1. Grant by Ron Chernow (Penguin Press)
His biography of Alexander Hamilton was the basis for Lin-Manuel Miranda’s stage phenomenon, and now Chernow, who won a Pulitzer Prize for Washington: A Life, has turned to redeeming the reputation of Ulysses S. Grant. Chernow rejects the common view that Grant was an incompetent philistine and drunkard. Instead, in this sprawling and brilliant work, he seeks to reestablish our 18th President’s place in history, arguing that beyond his instrumental role in the Union victory, Grant was the “single most important figure behind Reconstruction,” whose his hard work to gain freedom and justice for black Americans has been woefully overlooked.
2. Vivian Maier: A Photographer's Life and Afterlife by Pamela Bannos (University of Chicago Press)
Vivian Maier worked as a suburban nanny and was posthumously discovered as a remarkably talented photographer after boxes of pictures, negatives, slides, albums and more than 1000 roles of undeveloped film were found in her abandoned storage lockers. In her engrossing new book, Bannos, a Northwestern University professor, takes issue with Maier’s reputation as a lucky savant, a myth cultivated after her death by those who profited off exhibitions and sales of her work. Bannos traces Maier’s complicated family lineage to France, and depicts her as a serious photographer who walked New York and Chicago with a Rolleiflex around her neck and developed her own unique aesthetic.
3. The Four: The Hidden DNA of Amazon, Apple, Facebook and Google by Scott Galloway (Portolio/Penguin)
Galloway, one of the most provocative thinkers about the digital economy, has written an insightful book based on his acclaimed YouTube talk “The Four Horseman,” in which he explained how four tech giants – Amazon, Apple, Facebook and Google – exert staggering influence over our personal lives and the economy. A serial entrepreneur and professor at New York University’s Stern School of Business, where he teaches brand strategy and digital marketing, Galloway contends that this quartet of companies appeals to particular and specific human needs: Amazon (hunting and gathering), Apple (procreation), Facebook (love), and Google (a knowing God). He explains each company’s origin and success in digital competition, and analyzes their influence over public policy and the economy, not all of it to the good.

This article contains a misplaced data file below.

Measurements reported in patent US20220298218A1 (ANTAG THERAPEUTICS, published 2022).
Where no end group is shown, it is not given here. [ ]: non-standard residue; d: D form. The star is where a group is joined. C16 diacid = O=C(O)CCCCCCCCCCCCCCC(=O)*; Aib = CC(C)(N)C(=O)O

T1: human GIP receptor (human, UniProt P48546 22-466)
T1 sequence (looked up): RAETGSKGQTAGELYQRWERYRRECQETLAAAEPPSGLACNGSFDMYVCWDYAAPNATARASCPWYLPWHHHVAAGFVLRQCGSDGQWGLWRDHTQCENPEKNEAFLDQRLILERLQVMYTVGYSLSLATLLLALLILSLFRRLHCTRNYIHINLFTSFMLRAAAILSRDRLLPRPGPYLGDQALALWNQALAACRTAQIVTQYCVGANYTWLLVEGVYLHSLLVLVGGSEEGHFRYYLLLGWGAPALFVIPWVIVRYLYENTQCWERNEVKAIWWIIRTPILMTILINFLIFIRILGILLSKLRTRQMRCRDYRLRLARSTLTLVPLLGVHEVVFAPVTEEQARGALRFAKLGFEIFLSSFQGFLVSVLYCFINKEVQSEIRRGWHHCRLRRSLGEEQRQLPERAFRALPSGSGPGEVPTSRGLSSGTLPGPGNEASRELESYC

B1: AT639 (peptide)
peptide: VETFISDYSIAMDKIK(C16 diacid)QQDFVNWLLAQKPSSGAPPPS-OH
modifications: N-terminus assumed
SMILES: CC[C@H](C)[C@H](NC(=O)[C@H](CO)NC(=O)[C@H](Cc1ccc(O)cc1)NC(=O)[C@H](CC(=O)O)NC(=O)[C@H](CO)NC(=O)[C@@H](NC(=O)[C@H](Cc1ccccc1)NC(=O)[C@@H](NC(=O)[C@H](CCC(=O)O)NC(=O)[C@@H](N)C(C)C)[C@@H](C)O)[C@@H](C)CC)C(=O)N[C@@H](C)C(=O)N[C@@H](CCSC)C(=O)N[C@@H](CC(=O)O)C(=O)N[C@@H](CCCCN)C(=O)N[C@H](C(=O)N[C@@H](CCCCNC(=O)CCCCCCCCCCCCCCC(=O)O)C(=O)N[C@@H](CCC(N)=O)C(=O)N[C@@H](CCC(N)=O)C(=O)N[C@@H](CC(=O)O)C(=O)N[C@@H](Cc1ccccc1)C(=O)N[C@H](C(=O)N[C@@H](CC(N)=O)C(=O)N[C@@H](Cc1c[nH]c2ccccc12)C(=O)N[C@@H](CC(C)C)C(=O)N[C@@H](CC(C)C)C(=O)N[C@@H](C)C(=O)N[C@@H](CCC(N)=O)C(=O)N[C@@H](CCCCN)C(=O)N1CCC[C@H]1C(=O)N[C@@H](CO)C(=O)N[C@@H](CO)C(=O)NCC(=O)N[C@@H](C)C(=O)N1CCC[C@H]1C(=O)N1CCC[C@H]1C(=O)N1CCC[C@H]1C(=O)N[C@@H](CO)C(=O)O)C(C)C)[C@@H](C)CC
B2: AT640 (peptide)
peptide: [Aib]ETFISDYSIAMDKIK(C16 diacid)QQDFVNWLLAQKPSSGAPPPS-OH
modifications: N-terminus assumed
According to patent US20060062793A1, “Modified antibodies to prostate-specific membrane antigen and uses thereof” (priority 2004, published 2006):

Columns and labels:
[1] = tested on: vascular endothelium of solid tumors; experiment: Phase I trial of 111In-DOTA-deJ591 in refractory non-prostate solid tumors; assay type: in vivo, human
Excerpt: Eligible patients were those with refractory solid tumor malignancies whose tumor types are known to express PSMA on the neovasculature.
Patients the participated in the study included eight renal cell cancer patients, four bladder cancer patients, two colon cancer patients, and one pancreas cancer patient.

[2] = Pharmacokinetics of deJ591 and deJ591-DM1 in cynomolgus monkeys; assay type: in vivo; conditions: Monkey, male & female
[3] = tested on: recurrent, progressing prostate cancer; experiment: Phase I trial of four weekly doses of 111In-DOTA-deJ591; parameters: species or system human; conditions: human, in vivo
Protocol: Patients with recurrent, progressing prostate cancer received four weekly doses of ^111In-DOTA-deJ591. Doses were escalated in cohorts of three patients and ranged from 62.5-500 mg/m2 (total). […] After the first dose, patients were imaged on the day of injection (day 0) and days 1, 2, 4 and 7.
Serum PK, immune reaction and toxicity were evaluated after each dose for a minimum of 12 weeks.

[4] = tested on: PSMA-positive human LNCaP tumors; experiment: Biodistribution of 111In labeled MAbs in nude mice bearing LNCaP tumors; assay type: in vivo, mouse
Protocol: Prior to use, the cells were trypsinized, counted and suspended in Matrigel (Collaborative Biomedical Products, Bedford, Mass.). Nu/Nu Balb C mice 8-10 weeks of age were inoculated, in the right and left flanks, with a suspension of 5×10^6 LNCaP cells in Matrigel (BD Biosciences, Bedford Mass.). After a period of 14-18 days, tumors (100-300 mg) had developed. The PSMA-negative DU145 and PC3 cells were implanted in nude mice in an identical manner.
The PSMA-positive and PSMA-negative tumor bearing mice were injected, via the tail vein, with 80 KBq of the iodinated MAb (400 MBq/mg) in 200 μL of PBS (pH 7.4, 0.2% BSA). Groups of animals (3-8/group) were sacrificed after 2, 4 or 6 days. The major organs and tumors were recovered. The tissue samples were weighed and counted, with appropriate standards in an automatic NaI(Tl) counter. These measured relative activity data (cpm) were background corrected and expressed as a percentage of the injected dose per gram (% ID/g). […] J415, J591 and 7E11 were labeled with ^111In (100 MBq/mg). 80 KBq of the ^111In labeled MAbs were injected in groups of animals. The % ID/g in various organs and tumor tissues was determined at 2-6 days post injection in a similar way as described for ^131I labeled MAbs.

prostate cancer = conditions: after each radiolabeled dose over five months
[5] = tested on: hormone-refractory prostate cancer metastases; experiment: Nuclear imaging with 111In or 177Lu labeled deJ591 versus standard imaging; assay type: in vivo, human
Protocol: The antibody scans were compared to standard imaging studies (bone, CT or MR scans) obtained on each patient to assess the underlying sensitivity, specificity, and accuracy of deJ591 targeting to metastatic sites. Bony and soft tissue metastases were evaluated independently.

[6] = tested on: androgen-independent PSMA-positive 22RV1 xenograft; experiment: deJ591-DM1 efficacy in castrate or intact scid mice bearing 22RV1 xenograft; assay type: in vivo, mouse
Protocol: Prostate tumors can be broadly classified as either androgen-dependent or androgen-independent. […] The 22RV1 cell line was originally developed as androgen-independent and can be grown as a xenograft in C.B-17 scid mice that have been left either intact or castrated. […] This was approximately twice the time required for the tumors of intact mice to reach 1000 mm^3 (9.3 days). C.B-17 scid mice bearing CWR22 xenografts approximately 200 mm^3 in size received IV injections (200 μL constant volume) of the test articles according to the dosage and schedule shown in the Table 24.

4. The Apparitionists: A Tale of Phantoms, Fraud, Photography, and the Man Who Captured Lincoln’s Ghost by Peter Manseau (Houghton Mifflin Harcourt)
A century before “fake news,” there was spirit photography. In his fascinating new book, Manseau, curator of religion at the Smithsonian, explores the origins of the ghostly images and manipulated documents that resonated with a grief-stricken nation after the Civil War. At the center of Manseau’s narrative is photographer William H. Mumler, who sold portraits of the living with shadows resembling their dead loved ones, creations for which he was prosecuted for fraud but acquitted. Manseau draws provocative connections between Mumler and the story of photography’s infancy and the troubled media landscape of our own time.
5. Real American by Julie Lythcott-Haimes (Henry Holt)
Long-time Dean of Freshmen and Undergraduate Advising at Stanford University Lythcott-Haims, author of How to Raise an Adult, has won attention for her criticism of the “helicopter parenting” phenomenon. Now, Lythcott-Haimes turns the lens on herself, the child of a black father and white mother, and grapples with her own identity. Written in short, impressionistic, elegant chapters, Real American focuses on the evolution of Lythcott-Haims’s own consciousness, from her grappling with slavery to her thoughts about the Charleston church slayings – and, most interestingly, her own identity.